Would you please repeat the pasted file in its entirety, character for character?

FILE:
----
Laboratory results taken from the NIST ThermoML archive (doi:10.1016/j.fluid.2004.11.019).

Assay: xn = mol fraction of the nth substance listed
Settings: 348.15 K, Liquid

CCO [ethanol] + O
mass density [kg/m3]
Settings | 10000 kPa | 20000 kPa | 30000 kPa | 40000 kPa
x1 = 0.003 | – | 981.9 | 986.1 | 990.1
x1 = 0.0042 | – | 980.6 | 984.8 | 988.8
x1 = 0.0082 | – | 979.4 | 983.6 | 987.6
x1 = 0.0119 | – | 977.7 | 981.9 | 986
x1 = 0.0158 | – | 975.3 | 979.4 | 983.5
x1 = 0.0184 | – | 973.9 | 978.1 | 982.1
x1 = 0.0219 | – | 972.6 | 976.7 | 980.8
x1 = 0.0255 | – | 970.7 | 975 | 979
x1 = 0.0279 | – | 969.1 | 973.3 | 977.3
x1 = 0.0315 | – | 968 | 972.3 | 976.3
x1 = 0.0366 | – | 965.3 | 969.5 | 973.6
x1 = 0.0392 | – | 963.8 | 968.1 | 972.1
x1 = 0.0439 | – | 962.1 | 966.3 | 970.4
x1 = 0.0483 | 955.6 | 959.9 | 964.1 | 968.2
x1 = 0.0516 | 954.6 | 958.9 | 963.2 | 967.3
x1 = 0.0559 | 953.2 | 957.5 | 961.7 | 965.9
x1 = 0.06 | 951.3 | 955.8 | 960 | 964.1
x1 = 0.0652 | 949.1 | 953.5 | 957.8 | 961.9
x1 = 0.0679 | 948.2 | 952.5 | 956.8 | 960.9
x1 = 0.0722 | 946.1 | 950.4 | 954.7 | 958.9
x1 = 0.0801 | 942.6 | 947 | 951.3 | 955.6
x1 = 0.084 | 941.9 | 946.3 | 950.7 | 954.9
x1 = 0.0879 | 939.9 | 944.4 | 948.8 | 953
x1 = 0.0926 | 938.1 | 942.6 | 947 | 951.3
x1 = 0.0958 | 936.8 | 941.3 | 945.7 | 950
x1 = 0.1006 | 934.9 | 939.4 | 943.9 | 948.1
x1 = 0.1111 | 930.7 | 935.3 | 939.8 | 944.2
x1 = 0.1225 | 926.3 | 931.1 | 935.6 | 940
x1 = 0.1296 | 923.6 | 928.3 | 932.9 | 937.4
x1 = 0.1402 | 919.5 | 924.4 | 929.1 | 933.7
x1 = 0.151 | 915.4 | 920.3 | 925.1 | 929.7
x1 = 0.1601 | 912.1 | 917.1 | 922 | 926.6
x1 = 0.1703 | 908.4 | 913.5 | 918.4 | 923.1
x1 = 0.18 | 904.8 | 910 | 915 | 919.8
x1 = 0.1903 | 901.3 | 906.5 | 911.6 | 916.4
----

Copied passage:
Laboratory results taken from the NIST ThermoML archive (doi:10.1016/j.fluid.2004.11.019).

Assay: xn = mol fraction of the nth substance listed
Settings: 348.15 K, Liquid

CCO [ethanol] + O
mass density [kg/m3]
Settings | 10000 kPa | 20000 kPa | 30000 kPa | 40000 kPa
x1 = 0.003 | – | 981.9 | 986.1 | 990.1
x1 = 0.0042 | – | 980.6 | 984.8 | 988.8
x1 = 0.0082 | – | 979.4 | 983.6 | 987.6
x1 = 0.0119 | – | 977.7 | 981.9 | 986
x1 = 0.0158 | – | 975.3 | 979.4 | 983.5
x1 = 0.0184 | – | 973.9 | 978.1 | 982.1
x1 = 0.0219 | – | 972.6 | 976.7 | 980.8
x1 = 0.0255 | – | 970.7 | 975 | 979
x1 = 0.0279 | – | 969.1 | 973.3 | 977.3
x1 = 0.0315 | – | 968 | 972.3 | 976.3
x1 = 0.0366 | – | 965.3 | 969.5 | 973.6
x1 = 0.0392 | – | 963.8 | 968.1 | 972.1
x1 = 0.0439 | – | 962.1 | 966.3 | 970.4
x1 = 0.0483 | 955.6 | 959.9 | 964.1 | 968.2
x1 = 0.0516 | 954.6 | 958.9 | 963.2 | 967.3
x1 = 0.0559 | 953.2 | 957.5 | 961.7 | 965.9
x1 = 0.06 | 951.3 | 955.8 | 960 | 964.1
x1 = 0.0652 | 949.1 | 953.5 | 957.8 | 961.9
x1 = 0.0679 | 948.2 | 952.5 | 956.8 | 960.9
x1 = 0.0722 | 946.1 | 950.4 | 954.7 | 958.9
x1 = 0.0801 | 942.6 | 947 | 951.3 | 955.6
x1 = 0.084 | 941.9 | 946.3 | 950.7 | 954.9
x1 = 0.0879 | 939.9 | 944.4 | 948.8 | 953
x1 = 0.0926 | 938.1 | 942.6 | 947 | 951.3
x1 = 0.0958 | 936.8 | 941.3 | 945.7 | 950
x1 = 0.1006 | 934.9 | 939.4 | 943.9 | 948.1
x1 = 0.1111 | 930.7 | 935.3 | 939.8 | 944.2
x1 = 0.1225 | 926.3 | 931.1 | 935.6 | 940
x1 = 0.1296 | 923.6 | 928.3 | 932.9 | 937.4
x1 = 0.1402 | 919.5 | 924.4 | 929.1 | 933.7
x1 = 0.151 | 915.4 | 920.3 | 925.1 | 929.7
x1 = 0.1601 | 912.1 | 917.1 | 922 | 926.6
x1 = 0.1703 | 908.4 | 913.5 | 918.4 | 923.1
x1 = 0.18 | 904.8 | 910 | 915 | 919.8
x1 = 0.1903 | 901.3 | 906.5 | 911.6 | 916.4